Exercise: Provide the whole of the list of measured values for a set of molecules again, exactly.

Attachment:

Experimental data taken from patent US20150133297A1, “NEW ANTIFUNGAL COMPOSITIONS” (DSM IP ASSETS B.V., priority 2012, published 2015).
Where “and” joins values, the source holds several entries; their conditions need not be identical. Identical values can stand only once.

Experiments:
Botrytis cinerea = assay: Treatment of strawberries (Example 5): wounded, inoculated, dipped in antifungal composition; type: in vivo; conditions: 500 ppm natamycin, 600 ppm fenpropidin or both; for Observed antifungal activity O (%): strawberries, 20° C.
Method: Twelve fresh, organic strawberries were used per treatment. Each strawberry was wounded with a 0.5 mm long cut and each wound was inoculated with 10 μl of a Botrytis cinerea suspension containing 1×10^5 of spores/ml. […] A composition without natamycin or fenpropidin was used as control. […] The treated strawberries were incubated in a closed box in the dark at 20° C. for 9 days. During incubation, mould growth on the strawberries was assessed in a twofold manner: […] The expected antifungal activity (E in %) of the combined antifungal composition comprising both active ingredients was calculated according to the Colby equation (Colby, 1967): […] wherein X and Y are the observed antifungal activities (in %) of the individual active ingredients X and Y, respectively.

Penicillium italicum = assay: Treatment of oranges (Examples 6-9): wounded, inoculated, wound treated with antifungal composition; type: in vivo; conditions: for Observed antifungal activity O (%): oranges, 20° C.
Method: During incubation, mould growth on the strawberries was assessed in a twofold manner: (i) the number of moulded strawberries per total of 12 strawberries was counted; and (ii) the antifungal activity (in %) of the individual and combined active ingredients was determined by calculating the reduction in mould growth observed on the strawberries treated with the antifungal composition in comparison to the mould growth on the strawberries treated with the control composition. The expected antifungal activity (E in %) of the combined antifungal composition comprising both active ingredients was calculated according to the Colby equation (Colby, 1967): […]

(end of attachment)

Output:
Experimental data taken from patent US20150133297A1, “NEW ANTIFUNGAL COMPOSITIONS” (DSM IP ASSETS B.V., priority 2012, published 2015).
Where “and” joins values, the source holds several entries; their conditions need not be identical. Identical values can stand only once.

Experiments:
Botrytis cinerea = assay: Treatment of strawberries (Example 5): wounded, inoculated, dipped in antifungal composition; type: in vivo; conditions: 500 ppm natamycin, 600 ppm fenpropidin or both; for Observed antifungal activity O (%): strawberries, 20° C.
Method: Twelve fresh, organic strawberries were used per treatment. Each strawberry was wounded with a 0.5 mm long cut and each wound was inoculated with 10 μl of a Botrytis cinerea suspension containing 1×10^5 of spores/ml. […] A composition without natamycin or fenpropidin was used as control. […] The treated strawberries were incubated in a closed box in the dark at 20° C. for 9 days. During incubation, mould growth on the strawberries was assessed in a twofold manner: […] The expected antifungal activity (E in %) of the combined antifungal composition comprising both active ingredients was calculated according to the Colby equation (Colby, 1967): […] wherein X and Y are the observed antifungal activities (in %) of the individual active ingredients X and Y, respectively.

Penicillium italicum = assay: Treatment of oranges (Examples 6-9): wounded, inoculated, wound treated with antifungal composition; type: in vivo; conditions: for Observed antifungal activity O (%): oranges, 20° C.
Method: During incubation, mould growth on the strawberries was assessed in a twofold manner: (i) the number of moulded strawberries per total of 12 strawberries was counted; and (ii) the antifungal activity (in %) of the individual and combined active ingredients was determined by calculating the reduction in mould growth observed on the strawberries treated with the antifungal composition in comparison to the mould growth on the strawberries treated with the control composition. The expected antifungal activity (E in %) of the combined antifungal composition comprising both active ingredients was calculated according to the Colby equation (Colby, 1967): […]